May 27, 2016

Comedian Curtis Cook excels at a kind of curveball - unassuming riffs that quietly steer you right where he wants you.

Cook has been on fire lately, telling tales on his own post-feminist angst, calling out racial hang-ups and generally skewering progressive Portland. He’s co-hosting several showcases around town, including Earthquake Hurricane and the new Do What You Love show at We Work. And he’s writing columns for Willamette Week.

In hanging around with Curtis Cook, we stumbled across a pretty interesting event he’s involved with.

In recent years, a gap has opened between Oregon’s new economy and the arts. A lot of these younger corporate citizens are leveraged in such a way that they don’t have much extra cash to give directly. Others are based out of state. But sometimes, all it takes is a good idea to make the connection.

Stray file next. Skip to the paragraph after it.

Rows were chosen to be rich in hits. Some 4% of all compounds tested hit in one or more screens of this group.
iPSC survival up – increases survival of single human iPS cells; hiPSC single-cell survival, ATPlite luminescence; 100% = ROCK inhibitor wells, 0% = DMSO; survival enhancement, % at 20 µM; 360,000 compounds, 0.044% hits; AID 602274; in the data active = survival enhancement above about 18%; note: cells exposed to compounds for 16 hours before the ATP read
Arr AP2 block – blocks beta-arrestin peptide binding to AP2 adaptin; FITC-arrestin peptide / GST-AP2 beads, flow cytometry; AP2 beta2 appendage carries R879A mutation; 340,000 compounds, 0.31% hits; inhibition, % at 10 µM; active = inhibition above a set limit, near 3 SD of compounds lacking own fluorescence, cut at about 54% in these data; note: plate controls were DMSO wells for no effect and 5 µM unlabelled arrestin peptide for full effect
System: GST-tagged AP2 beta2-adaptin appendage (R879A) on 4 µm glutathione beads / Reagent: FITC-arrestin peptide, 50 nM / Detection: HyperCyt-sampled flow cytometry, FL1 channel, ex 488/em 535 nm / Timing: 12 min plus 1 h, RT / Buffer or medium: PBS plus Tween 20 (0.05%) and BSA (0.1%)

A federal jury in Seattle has awarded a former BNSF Railway worker, and whistleblower, more than $1.6 million.

In 2010, Curtis Rookaird alerted federal officials that his employer had told him to forego an important brake test on a train carrying oil and hazardous materials. He was later fired.

University of Minnesota wrestling coach J Robinson and several of his student-athletes are under investigation after allegations emerged around the possession and possible sales of a prescription drug.

News reports have cited sources that say multiple wrestlers were using Xanax, a prescription anti-anxiety drug, and four of them were selling it.

The reports say Robinson called out the wrestlers and demanded they bring him the pills so he could dispose of them. He then allegedly had the student-athletes take urine tests and write essays about what they'd done.

The EVE auction house in Paris is getting ready to sell off a collection of historical and highly controversial objects.

The collection notably includes a ceremonial war shield, masks, a shrunken head, a warrior jacket adorned with human scalps, ancient jewelry, and ceremonial stones. Most of the collection can be traced back to Native American Indian tribes including the Acoma Pueblo and the Hopi.

US laws prohibit the sale of Native American ceremonial items, but those don’t apply in France.